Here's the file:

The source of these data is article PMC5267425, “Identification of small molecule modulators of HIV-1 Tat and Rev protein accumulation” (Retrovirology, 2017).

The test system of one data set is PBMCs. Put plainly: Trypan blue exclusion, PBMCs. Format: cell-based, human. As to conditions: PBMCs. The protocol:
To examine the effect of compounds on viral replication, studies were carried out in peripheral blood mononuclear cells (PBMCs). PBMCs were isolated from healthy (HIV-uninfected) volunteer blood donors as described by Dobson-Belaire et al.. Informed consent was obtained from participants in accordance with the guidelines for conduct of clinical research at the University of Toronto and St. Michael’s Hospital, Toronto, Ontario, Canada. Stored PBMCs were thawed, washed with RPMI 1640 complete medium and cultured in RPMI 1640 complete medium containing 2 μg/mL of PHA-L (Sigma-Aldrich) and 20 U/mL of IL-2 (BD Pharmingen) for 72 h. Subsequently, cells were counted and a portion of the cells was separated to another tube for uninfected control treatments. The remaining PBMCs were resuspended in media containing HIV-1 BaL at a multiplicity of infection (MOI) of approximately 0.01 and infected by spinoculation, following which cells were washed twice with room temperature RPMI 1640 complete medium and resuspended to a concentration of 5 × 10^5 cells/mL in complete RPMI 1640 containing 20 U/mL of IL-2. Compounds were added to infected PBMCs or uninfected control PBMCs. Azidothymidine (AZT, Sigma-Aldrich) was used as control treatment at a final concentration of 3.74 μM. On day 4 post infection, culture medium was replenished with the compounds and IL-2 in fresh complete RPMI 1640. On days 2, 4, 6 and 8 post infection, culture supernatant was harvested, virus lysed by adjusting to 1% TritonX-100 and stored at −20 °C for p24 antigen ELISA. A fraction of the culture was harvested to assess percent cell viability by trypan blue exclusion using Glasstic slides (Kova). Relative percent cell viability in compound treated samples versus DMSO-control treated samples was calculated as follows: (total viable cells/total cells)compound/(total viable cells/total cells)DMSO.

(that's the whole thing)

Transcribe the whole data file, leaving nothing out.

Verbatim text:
The source of these data is article PMC5267425, “Identification of small molecule modulators of HIV-1 Tat and Rev protein accumulation” (Retrovirology, 2017).

The test system of one data set is PBMCs. Put plainly: Trypan blue exclusion, PBMCs. Format: cell-based, human. As to conditions: PBMCs. The protocol:
To examine the effect of compounds on viral replication, studies were carried out in peripheral blood mononuclear cells (PBMCs). PBMCs were isolated from healthy (HIV-uninfected) volunteer blood donors as described by Dobson-Belaire et al.. Informed consent was obtained from participants in accordance with the guidelines for conduct of clinical research at the University of Toronto and St. Michael’s Hospital, Toronto, Ontario, Canada. Stored PBMCs were thawed, washed with RPMI 1640 complete medium and cultured in RPMI 1640 complete medium containing 2 μg/mL of PHA-L (Sigma-Aldrich) and 20 U/mL of IL-2 (BD Pharmingen) for 72 h. Subsequently, cells were counted and a portion of the cells was separated to another tube for uninfected control treatments. The remaining PBMCs were resuspended in media containing HIV-1 BaL at a multiplicity of infection (MOI) of approximately 0.01 and infected by spinoculation, following which cells were washed twice with room temperature RPMI 1640 complete medium and resuspended to a concentration of 5 × 10^5 cells/mL in complete RPMI 1640 containing 20 U/mL of IL-2. Compounds were added to infected PBMCs or uninfected control PBMCs. Azidothymidine (AZT, Sigma-Aldrich) was used as control treatment at a final concentration of 3.74 μM. On day 4 post infection, culture medium was replenished with the compounds and IL-2 in fresh complete RPMI 1640. On days 2, 4, 6 and 8 post infection, culture supernatant was harvested, virus lysed by adjusting to 1% TritonX-100 and stored at −20 °C for p24 antigen ELISA. A fraction of the culture was harvested to assess percent cell viability by trypan blue exclusion using Glasstic slides (Kova). Relative percent cell viability in compound treated samples versus DMSO-control treated samples was calculated as follows: (total viable cells/total cells)compound/(total viable cells/total cells)DMSO.